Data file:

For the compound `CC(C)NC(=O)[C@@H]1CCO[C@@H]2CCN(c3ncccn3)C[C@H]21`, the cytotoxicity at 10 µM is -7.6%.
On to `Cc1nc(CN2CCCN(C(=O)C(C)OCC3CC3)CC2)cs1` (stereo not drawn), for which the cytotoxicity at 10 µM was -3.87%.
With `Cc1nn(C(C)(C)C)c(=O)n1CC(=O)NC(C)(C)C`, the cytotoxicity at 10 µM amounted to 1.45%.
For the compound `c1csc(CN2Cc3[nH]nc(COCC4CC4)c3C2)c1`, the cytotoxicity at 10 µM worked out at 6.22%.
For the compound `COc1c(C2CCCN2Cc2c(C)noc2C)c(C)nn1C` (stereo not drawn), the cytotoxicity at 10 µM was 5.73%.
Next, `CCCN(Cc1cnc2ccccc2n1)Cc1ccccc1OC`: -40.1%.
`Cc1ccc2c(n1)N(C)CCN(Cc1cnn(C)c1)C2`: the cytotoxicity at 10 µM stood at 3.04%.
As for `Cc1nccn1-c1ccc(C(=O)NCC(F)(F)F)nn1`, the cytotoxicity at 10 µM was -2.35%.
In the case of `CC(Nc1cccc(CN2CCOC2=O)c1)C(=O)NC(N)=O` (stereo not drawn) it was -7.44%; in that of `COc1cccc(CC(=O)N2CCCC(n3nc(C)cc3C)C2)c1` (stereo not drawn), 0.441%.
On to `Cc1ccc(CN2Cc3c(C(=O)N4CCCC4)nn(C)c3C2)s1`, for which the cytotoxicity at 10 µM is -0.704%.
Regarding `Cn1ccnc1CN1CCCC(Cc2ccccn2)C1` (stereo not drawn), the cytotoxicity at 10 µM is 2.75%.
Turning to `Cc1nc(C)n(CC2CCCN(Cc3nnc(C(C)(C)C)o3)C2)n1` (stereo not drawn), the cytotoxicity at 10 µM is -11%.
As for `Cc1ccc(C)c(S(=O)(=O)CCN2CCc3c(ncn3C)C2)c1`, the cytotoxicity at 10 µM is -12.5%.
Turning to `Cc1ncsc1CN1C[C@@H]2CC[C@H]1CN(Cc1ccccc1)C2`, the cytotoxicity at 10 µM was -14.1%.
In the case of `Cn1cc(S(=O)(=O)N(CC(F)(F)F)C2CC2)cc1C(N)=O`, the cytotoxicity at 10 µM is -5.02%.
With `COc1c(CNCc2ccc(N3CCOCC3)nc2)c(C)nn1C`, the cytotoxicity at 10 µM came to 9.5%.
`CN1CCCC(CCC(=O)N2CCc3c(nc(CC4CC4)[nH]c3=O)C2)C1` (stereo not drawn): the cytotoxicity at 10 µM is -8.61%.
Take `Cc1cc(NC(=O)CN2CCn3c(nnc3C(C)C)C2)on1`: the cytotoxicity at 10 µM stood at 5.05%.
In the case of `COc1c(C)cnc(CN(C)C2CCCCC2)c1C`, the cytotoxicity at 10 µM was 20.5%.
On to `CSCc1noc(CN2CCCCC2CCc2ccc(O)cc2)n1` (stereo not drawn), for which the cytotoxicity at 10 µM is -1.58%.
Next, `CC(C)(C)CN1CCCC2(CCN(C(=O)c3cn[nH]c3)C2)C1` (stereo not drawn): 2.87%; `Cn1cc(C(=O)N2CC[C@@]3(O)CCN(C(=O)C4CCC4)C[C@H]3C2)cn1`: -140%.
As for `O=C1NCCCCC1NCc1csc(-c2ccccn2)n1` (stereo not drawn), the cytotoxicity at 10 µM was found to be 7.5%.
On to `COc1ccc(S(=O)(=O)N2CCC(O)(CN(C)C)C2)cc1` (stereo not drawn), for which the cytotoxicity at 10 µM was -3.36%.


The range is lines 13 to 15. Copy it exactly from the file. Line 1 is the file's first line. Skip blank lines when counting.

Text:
As for `Cc1ccc(C)c(S(=O)(=O)CCN2CCc3c(ncn3C)C2)c1`, the cytotoxicity at 10 µM is -12.5%.
Turning to `Cc1ncsc1CN1C[C@@H]2CC[C@H]1CN(Cc1ccccc1)C2`, the cytotoxicity at 10 µM was -14.1%.
In the case of `Cn1cc(S(=O)(=O)N(CC(F)(F)F)C2CC2)cc1C(N)=O`, the cytotoxicity at 10 µM is -5.02%.